Table tennis has been around for a long time. British soldiers and aristocrats played it, and it is now an official game in the Olympics. If you call it Ping-Pong, however, you should know you’re using a registered trademark.
First Came Tennis
Before there was table tennis, there was court tennis. There’s evidence that people played some form of tennis in prehistoric times. Sometimes called the “sport of kings,” tennis was a popular game among European monarchs. King Henry VIII was an avid player who installed a tennis court in his palace at Hampton Court.
In the 19th century, table tennis became a very popular substitute for lawn tennis, but there are conflicting stories about where it began. Some historians say it started among British soldiers stationed in India, who passed the time hitting small balls back and forth using pieces of wood as paddles and corks as balls.
A Fashionable Game
The game made its way to wealthy people on estates, who played table tennis the same way the soldiers did. They piled books on a table to serve as nets and used cigar boxes to flip champagne corks back and forth.
In 1890, an English inventor named David Foster filed a patent for a complete game set that included table versions of tennis, cricket and soccer. He received a U.K. patent for this set.
Names for the Game
During this time, people referred to the game as “whiff whaff” or “ping pong” because of the noise the balls made as they bounced off the table.
A year later, British manufacturer John Jacques & Sons registered the trademark for the name Ping-Pong. The company used this name on their boxed set that included wooden paddles, a light wooden ball, a net and a set of rules.
The Jacques company later sold the trademark to Parker Brothers, which was one of the biggest U.S. game companies at the time. In its long history, Parker Brothers created more than 1,800 games and toys, including Monopoly, Clue and Trivial Pursuit.
Table tennis became even more popular with the arrival of Parker Brothers’ boxed sets. The game was inexpensive and easy to learn, but it also allowed skilled players to develop their own techniques. By 1920, tennis table tournaments were being held all over the world.
In 1927, Ivor Montague founded the English Table Tennis Association, which was one of the first professional table tennis organizations. The next decades saw the development of national and international table tennis associations. Many of them used the word Ping-Pong in their names, but after Parker Brothers enforced its trademark, they had to drop the word.
In 1971, the U.S. Table Tennis team traveled to China as part of a mission to build better relations between the two countries. The press dubbed the mission “Ping-Pong diplomacy.” Although China had been slow to adopt the game, the country quickly cornered the market on world championships for many decades.
Escalade Sports, an Indiana-based sports equipment company, acquired the trademark to Ping-Pong in the 1970s. The company now licenses use of the term to other organizations that want to use Ping-Pong to refer to table tennis.
Some commonly used terms can lose their trademark status by becoming generic terms. This happens when a certain brand name becomes so closely associated with a particular product that people stop using generic terms for it. Some examples are yo-yo, linoleum and aspirin, which were all once trademarked and are now generic terms.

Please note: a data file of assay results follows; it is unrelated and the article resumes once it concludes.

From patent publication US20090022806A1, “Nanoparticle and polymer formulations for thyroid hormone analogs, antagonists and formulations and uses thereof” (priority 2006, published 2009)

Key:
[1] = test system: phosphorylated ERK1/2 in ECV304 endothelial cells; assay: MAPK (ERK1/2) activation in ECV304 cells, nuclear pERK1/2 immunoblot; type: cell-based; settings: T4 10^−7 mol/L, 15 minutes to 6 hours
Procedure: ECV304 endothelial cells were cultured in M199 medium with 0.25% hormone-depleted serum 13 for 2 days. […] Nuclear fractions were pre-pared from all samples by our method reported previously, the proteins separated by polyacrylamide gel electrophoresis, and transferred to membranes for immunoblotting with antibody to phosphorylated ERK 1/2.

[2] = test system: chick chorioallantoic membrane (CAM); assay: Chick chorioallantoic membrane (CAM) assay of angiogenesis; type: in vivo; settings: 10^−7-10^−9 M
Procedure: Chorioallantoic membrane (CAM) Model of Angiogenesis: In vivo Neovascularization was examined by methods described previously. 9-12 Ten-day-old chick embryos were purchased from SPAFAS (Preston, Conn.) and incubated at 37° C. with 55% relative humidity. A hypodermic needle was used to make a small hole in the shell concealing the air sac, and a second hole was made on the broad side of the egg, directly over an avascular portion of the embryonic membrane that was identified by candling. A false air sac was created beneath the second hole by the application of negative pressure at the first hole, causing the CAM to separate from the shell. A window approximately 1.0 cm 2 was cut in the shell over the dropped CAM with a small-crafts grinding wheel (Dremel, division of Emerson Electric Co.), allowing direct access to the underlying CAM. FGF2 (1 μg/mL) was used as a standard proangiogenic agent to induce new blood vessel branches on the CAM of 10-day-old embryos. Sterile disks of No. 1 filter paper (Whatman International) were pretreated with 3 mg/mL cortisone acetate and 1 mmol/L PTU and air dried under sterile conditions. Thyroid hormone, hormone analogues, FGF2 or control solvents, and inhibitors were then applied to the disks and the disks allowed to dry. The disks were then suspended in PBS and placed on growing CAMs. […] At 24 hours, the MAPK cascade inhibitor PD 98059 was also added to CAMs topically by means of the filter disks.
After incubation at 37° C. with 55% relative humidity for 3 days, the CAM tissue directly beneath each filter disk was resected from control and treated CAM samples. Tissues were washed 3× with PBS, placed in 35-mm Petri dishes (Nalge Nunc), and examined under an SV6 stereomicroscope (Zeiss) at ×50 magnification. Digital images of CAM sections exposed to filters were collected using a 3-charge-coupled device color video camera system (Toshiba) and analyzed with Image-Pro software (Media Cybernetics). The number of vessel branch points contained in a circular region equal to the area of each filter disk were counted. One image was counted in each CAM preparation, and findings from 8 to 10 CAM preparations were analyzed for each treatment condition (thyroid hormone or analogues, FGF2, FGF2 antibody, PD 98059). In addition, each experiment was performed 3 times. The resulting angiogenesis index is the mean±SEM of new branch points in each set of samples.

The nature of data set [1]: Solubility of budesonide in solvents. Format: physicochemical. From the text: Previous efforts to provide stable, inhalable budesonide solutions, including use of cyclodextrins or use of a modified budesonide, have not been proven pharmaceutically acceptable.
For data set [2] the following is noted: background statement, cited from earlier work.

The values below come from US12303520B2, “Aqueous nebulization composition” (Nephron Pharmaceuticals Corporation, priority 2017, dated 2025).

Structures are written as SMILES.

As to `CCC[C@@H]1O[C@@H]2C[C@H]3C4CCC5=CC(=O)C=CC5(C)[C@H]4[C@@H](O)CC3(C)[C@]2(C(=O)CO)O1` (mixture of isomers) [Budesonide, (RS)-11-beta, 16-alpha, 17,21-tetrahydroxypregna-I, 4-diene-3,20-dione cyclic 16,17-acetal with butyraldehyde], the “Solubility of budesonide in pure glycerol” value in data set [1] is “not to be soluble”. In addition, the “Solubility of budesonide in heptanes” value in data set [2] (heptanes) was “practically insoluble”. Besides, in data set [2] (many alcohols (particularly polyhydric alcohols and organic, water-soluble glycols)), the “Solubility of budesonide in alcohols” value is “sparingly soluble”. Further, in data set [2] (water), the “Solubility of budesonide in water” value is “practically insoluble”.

Is Ping-Pong a Generic Term?
This is known as “genericide,” and it’s the reason some companies with well-known brands routinely insist on asserting their trademark rights.
Escalade Sports, the current trademark holder of Ping-Pong, clearly considers Ping-Pong a trademarked term. The company website lists “genuine” Ping-Pong tables, paddles and game sets for sale with the slogan “The Original Since 1901.”
Protecting Its Trademark in Court
The company has also litigated to keep its trademark. In 2009, Sandman Table Tennis contacted Escalade Sports to request permission to use the term Ping-Pong to advertise its “World Championship of Ping-Pong.” Escalade gave the company permission to use the name if the trademark was used properly.
Shortly after reaching this agreement, Sandman then attempted to get its own trademark for the phrase “World Championship of Ping-Pong.”
Read more on common word trademarks.
In 2011, Escalade Sports sued Sandman Table Tennis for trademark infringement. Escalade said Sandman had ignored the terms of the initial agreement and had no right to trademark any phrase with the word “Ping-Pong.” In fact, the U.S. Patent Office had already rejected Sandman’s trademark application on the grounds that it was too similar to the Escalade trademarks.
Sandman argued that Ping-Pong, like yo-yo and other terms that were once trademarked, should be considered a generic term for table tennis. The case was dismissed, and Sandman agreed to pay to license the term “Ping-Pong” from Escalade, but there was another twist coming.
In 2014, Sandman sued the International Table Tennis Federation (ITTF) over its use of the phrase “World Championship.” Sandman argued that under its agreement with Escalade, it was alone entitled to host table tennis world championships.
The case was settled. The result is that Sandman can host its championships as official ITTF-registered events, but it cannot claim exclusive use of the words “world championship.”
A Popular Sport
Today, about 850 million people play table tennis. It is now an official Olympic sport and the national sport of China. There are American, European, Asian and world cups in the sport. If any of them attempt to use the term Ping-Pong, however, they can expect legal action from the trademark holder.